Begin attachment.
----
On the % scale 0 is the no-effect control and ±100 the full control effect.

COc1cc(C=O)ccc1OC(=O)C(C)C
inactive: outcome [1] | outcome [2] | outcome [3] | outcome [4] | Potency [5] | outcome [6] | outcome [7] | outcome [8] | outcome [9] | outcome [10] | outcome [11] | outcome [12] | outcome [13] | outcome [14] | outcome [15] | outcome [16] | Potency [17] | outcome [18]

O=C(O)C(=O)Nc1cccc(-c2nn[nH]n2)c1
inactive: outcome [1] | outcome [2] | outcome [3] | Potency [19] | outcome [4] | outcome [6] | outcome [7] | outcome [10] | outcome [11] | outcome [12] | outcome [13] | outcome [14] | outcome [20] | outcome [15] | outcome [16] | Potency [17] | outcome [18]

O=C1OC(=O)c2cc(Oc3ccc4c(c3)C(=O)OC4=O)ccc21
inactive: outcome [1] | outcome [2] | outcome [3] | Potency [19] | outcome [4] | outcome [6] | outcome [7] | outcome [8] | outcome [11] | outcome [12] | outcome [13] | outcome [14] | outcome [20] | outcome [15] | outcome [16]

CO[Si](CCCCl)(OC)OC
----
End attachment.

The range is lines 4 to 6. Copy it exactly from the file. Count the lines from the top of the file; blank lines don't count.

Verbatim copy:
O=C(O)C(=O)Nc1cccc(-c2nn[nH]n2)c1
inactive: outcome [1] | outcome [2] | outcome [3] | Potency [19] | outcome [4] | outcome [6] | outcome [7] | outcome [10] | outcome [11] | outcome [12] | outcome [13] | outcome [14] | outcome [20] | outcome [15] | outcome [16] | Potency [17] | outcome [18]

O=C1OC(=O)c2cc(Oc3ccc4c(c3)C(=O)OC4=O)ccc21